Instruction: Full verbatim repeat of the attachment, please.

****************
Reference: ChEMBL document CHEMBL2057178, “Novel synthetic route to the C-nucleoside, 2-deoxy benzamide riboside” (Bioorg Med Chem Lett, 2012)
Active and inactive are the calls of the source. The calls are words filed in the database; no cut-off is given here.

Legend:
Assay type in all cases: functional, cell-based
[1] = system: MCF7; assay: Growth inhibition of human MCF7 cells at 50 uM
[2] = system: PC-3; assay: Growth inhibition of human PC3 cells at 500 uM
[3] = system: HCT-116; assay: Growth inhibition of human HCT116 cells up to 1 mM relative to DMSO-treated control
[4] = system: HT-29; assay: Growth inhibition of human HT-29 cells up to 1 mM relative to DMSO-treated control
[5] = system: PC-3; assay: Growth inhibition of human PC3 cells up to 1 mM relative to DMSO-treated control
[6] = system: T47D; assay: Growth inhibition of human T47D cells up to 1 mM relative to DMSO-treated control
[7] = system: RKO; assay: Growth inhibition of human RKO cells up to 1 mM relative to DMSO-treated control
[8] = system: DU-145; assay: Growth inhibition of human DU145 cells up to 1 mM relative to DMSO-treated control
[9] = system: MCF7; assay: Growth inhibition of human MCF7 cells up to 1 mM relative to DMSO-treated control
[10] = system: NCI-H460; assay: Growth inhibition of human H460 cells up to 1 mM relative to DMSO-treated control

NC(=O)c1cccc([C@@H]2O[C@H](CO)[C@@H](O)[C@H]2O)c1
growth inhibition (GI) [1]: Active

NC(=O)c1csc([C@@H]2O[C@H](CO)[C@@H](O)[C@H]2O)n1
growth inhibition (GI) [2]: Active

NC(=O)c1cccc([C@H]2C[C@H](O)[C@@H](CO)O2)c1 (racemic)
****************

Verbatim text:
Reference: ChEMBL document CHEMBL2057178, “Novel synthetic route to the C-nucleoside, 2-deoxy benzamide riboside” (Bioorg Med Chem Lett, 2012)
Active and inactive are the calls of the source. The calls are words filed in the database; no cut-off is given here.

Legend:
Assay type in all cases: functional, cell-based
[1] = system: MCF7; assay: Growth inhibition of human MCF7 cells at 50 uM
[2] = system: PC-3; assay: Growth inhibition of human PC3 cells at 500 uM
[3] = system: HCT-116; assay: Growth inhibition of human HCT116 cells up to 1 mM relative to DMSO-treated control
[4] = system: HT-29; assay: Growth inhibition of human HT-29 cells up to 1 mM relative to DMSO-treated control
[5] = system: PC-3; assay: Growth inhibition of human PC3 cells up to 1 mM relative to DMSO-treated control
[6] = system: T47D; assay: Growth inhibition of human T47D cells up to 1 mM relative to DMSO-treated control
[7] = system: RKO; assay: Growth inhibition of human RKO cells up to 1 mM relative to DMSO-treated control
[8] = system: DU-145; assay: Growth inhibition of human DU145 cells up to 1 mM relative to DMSO-treated control
[9] = system: MCF7; assay: Growth inhibition of human MCF7 cells up to 1 mM relative to DMSO-treated control
[10] = system: NCI-H460; assay: Growth inhibition of human H460 cells up to 1 mM relative to DMSO-treated control

NC(=O)c1cccc([C@@H]2O[C@H](CO)[C@@H](O)[C@H]2O)c1
growth inhibition (GI) [1]: Active

NC(=O)c1csc([C@@H]2O[C@H](CO)[C@@H](O)[C@H]2O)n1
growth inhibition (GI) [2]: Active

NC(=O)c1cccc([C@H]2C[C@H](O)[C@@H](CO)O2)c1 (racemic)